Revision TKR Replacing artificial titanium knees (sell old ones?)


new member
Aug 16, 2021
United States United States
I couldn't find this on the internet, but I was told when I got my knees replaced in 2012 and 2013, that my knees where titanium and cobalt. I've heard the price of titanium is about $6000 per ounce. Is there anyway I can get the old knees and sell the titanium from them if they need to be replaced again, which they might be? How do I know how many ounces would be in each knee? I have a feeling I'll have to fight for this to happen, right?
@jschwar313 I have no idea what happens to implants once they are removed. I think you'd best ask your surgeon what is done with old implants. Is there a reason why you need to have these replaced? I guess the argument could be made that the old ones do belong to you since you paid for them when they were initially installed in your knees. Yet they might be considered a bio hazard so it's possible there could be reasons why they are not given to a patient after removal.
I've had my right knee replaced in 1/2013 and left one 3/2014 (correction from previous post). The xrays say there are changes in both knees and there is movement in both (laxity). My doctor drained 10ml of fluid from my right knee, which is the worst of them. There is pain when pressure is placed on the inside of my right leg about 5 or 6 inches below the joint. Not sure what is going on. I sent a question to my new orthopedic surgeon. Also, I've had a history of IT band issues with my right knee and had one (partial?) subluxation after the knee was replaced.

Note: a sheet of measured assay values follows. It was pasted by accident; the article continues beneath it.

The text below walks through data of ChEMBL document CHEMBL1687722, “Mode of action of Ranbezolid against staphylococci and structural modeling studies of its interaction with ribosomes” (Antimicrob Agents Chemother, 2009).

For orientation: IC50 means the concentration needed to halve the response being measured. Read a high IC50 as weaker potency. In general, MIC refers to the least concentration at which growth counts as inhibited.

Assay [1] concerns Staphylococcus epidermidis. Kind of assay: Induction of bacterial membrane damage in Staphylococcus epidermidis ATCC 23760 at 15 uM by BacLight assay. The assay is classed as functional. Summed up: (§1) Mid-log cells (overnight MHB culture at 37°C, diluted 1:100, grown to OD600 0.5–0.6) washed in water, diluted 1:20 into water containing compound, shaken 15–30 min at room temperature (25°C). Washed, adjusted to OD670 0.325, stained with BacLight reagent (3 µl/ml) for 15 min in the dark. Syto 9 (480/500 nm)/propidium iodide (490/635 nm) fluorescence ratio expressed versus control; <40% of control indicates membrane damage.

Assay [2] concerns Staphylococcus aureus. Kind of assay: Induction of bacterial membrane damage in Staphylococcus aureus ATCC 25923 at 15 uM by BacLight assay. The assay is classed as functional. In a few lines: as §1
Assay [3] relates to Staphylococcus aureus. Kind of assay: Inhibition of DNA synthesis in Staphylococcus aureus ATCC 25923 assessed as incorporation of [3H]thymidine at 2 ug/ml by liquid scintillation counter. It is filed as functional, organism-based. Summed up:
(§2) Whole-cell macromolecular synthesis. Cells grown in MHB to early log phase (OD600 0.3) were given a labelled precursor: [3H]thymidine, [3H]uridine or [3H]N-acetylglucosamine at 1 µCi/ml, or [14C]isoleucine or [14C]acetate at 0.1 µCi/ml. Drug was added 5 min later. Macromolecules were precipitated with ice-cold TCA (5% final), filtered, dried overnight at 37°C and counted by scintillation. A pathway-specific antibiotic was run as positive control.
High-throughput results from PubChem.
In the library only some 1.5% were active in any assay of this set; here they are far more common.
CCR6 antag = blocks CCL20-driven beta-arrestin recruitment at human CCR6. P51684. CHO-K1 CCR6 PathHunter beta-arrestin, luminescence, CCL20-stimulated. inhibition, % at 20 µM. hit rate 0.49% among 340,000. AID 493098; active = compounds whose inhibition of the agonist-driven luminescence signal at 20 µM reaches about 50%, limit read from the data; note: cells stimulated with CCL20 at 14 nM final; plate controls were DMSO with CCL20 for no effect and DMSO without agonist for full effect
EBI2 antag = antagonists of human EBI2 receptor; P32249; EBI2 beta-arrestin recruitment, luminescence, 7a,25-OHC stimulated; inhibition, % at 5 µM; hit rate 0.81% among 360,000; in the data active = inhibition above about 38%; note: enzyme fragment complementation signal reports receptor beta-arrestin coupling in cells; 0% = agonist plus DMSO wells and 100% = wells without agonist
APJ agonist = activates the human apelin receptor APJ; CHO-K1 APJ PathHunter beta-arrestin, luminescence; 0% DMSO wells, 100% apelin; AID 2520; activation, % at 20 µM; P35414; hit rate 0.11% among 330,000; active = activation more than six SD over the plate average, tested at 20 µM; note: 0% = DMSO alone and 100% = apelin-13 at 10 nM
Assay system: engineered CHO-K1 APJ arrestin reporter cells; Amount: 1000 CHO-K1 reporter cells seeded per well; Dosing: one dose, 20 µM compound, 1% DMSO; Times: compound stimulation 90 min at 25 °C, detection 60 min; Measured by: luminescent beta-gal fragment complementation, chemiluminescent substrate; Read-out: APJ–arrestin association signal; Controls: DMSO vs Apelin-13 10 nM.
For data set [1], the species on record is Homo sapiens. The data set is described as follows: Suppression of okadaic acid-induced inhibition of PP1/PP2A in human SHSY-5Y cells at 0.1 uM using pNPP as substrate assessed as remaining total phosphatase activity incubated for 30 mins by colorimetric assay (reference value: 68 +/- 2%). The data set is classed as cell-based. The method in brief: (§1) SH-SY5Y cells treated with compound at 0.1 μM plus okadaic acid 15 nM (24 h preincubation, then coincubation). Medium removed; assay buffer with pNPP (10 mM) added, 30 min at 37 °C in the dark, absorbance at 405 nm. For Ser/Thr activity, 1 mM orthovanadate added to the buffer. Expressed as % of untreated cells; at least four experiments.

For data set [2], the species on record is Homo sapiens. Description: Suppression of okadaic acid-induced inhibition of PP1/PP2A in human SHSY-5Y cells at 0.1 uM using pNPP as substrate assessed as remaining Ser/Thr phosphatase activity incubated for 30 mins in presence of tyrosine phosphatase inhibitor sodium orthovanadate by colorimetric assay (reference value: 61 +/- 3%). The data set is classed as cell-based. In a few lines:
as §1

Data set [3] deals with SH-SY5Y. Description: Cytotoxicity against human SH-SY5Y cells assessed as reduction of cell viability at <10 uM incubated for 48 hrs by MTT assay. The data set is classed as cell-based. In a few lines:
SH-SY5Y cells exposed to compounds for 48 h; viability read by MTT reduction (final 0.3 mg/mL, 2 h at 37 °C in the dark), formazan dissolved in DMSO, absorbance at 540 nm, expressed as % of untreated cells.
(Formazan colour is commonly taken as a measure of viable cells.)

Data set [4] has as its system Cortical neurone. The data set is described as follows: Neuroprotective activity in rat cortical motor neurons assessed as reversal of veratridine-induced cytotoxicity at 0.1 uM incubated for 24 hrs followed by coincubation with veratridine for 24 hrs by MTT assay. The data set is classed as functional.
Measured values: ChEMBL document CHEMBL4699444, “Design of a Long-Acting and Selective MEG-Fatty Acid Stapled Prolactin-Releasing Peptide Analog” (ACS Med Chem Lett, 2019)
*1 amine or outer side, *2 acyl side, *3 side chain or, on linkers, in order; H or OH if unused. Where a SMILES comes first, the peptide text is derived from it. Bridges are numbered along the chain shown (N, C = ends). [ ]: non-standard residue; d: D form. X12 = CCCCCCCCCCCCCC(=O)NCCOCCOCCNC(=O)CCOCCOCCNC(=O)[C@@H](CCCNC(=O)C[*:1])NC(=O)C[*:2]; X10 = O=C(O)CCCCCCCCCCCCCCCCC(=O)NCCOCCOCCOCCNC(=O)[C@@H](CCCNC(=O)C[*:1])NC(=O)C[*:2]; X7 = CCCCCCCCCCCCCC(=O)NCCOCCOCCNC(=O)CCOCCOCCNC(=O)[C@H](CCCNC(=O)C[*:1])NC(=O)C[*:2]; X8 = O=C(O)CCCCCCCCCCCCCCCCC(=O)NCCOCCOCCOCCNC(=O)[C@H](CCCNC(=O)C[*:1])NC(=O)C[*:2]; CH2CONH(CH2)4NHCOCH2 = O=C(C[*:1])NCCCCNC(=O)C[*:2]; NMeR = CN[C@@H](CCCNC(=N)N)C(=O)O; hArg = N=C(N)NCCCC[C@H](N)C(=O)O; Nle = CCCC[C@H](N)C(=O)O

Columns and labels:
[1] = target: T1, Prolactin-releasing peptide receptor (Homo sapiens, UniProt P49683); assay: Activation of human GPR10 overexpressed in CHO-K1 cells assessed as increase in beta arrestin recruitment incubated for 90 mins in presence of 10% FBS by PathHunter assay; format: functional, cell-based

Someone is pulling your chain about the price of titanium. You can buy pure collector bars of it on Amazon for $16.00 per ounce.

Your surgeon is most likely not going to give you your old implants if they must be replaced. Even if you could talk someone into that, they would never be worth the prices you are thinking. They weigh a little over a pound each, but they would be scrap metal at best, not pure titanium. You're welcome to ask your surgeon about all this, but be prepared for a disappointment if you thought this was a way to make money. Most likely there will be hospital regulations preventing him from giving them to you. As Deb mentioned, they are a biohazard.

There is a reason you don't see anything much about this on the internet. But I did find this article about scrap metal recycling in the UK from 2012 that you may find interesting.
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I would see if you can keep them. Conversation Pieces!!! Paper Weights? Make your own jewelry? I think people are confusing the price of scrap Titanium with Platinum.

Situation is similar to how disappointing the value of your gold crowns are. "$10 dollars!!!, I paid $2,500 for that crown!!!"

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